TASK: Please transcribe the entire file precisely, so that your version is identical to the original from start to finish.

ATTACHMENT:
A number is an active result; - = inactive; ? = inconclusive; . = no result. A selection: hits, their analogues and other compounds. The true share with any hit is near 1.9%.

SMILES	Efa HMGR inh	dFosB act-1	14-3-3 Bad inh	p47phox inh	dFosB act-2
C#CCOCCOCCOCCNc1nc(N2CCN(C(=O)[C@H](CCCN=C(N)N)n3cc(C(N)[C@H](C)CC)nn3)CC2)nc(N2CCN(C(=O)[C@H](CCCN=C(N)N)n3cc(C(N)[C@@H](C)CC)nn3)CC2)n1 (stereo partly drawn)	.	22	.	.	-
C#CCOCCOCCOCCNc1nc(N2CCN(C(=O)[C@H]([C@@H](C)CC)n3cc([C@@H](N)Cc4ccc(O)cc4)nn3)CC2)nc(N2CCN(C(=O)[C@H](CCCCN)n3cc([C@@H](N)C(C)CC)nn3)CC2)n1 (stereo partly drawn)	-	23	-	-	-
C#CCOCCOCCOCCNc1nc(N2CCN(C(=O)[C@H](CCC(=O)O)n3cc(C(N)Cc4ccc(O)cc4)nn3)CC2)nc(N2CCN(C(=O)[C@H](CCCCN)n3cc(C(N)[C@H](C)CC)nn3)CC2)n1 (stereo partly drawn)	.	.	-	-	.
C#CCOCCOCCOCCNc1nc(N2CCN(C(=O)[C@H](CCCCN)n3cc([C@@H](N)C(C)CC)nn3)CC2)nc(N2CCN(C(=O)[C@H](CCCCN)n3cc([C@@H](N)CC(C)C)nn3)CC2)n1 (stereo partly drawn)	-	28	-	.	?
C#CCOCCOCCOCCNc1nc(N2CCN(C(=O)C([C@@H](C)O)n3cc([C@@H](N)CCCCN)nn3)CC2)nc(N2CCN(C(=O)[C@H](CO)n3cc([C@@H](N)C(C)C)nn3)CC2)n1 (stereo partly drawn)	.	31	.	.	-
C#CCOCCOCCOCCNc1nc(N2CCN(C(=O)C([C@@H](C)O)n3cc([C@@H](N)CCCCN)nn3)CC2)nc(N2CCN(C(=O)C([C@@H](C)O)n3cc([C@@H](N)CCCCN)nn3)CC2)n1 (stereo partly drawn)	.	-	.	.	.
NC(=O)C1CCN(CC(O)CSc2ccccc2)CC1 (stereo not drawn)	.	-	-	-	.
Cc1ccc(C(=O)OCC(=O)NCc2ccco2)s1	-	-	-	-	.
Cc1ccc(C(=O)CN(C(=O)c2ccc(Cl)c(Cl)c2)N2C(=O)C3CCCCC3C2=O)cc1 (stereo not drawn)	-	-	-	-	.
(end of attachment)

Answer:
A number is an active result; - = inactive; ? = inconclusive; . = no result. A selection: hits, their analogues and other compounds. The true share with any hit is near 1.9%.

SMILES	Efa HMGR inh	dFosB act-1	14-3-3 Bad inh	p47phox inh	dFosB act-2
C#CCOCCOCCOCCNc1nc(N2CCN(C(=O)[C@H](CCCN=C(N)N)n3cc(C(N)[C@H](C)CC)nn3)CC2)nc(N2CCN(C(=O)[C@H](CCCN=C(N)N)n3cc(C(N)[C@@H](C)CC)nn3)CC2)n1 (stereo partly drawn)	.	22	.	.	-
C#CCOCCOCCOCCNc1nc(N2CCN(C(=O)[C@H]([C@@H](C)CC)n3cc([C@@H](N)Cc4ccc(O)cc4)nn3)CC2)nc(N2CCN(C(=O)[C@H](CCCCN)n3cc([C@@H](N)C(C)CC)nn3)CC2)n1 (stereo partly drawn)	-	23	-	-	-
C#CCOCCOCCOCCNc1nc(N2CCN(C(=O)[C@H](CCC(=O)O)n3cc(C(N)Cc4ccc(O)cc4)nn3)CC2)nc(N2CCN(C(=O)[C@H](CCCCN)n3cc(C(N)[C@H](C)CC)nn3)CC2)n1 (stereo partly drawn)	.	.	-	-	.
C#CCOCCOCCOCCNc1nc(N2CCN(C(=O)[C@H](CCCCN)n3cc([C@@H](N)C(C)CC)nn3)CC2)nc(N2CCN(C(=O)[C@H](CCCCN)n3cc([C@@H](N)CC(C)C)nn3)CC2)n1 (stereo partly drawn)	-	28	-	.	?
C#CCOCCOCCOCCNc1nc(N2CCN(C(=O)C([C@@H](C)O)n3cc([C@@H](N)CCCCN)nn3)CC2)nc(N2CCN(C(=O)[C@H](CO)n3cc([C@@H](N)C(C)C)nn3)CC2)n1 (stereo partly drawn)	.	31	.	.	-
C#CCOCCOCCOCCNc1nc(N2CCN(C(=O)C([C@@H](C)O)n3cc([C@@H](N)CCCCN)nn3)CC2)nc(N2CCN(C(=O)C([C@@H](C)O)n3cc([C@@H](N)CCCCN)nn3)CC2)n1 (stereo partly drawn)	.	-	.	.	.
NC(=O)C1CCN(CC(O)CSc2ccccc2)CC1 (stereo not drawn)	.	-	-	-	.
Cc1ccc(C(=O)OCC(=O)NCc2ccco2)s1	-	-	-	-	.
Cc1ccc(C(=O)CN(C(=O)c2ccc(Cl)c(Cl)c2)N2C(=O)C3CCCCC3C2=O)cc1 (stereo not drawn)	-	-	-	-	.